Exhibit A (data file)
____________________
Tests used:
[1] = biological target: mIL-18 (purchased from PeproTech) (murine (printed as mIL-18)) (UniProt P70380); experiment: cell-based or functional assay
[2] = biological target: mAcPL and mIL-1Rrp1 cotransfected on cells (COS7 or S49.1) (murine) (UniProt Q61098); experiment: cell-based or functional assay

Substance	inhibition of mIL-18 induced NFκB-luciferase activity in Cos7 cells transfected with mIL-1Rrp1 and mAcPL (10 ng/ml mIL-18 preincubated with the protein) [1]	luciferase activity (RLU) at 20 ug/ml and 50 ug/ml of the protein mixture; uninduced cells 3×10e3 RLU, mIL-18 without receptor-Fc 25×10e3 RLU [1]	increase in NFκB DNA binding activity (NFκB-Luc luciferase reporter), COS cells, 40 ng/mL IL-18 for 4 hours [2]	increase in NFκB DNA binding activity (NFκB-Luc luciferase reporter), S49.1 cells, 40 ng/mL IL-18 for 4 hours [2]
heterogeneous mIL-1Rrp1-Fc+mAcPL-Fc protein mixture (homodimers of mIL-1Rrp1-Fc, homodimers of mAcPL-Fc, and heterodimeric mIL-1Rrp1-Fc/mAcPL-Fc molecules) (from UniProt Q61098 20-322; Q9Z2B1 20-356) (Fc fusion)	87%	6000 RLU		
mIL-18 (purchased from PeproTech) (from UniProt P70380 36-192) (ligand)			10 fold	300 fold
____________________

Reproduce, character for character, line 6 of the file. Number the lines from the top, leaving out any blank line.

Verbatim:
mIL-18 (purchased from PeproTech) (from UniProt P70380 36-192) (ligand)			10 fold	300 fold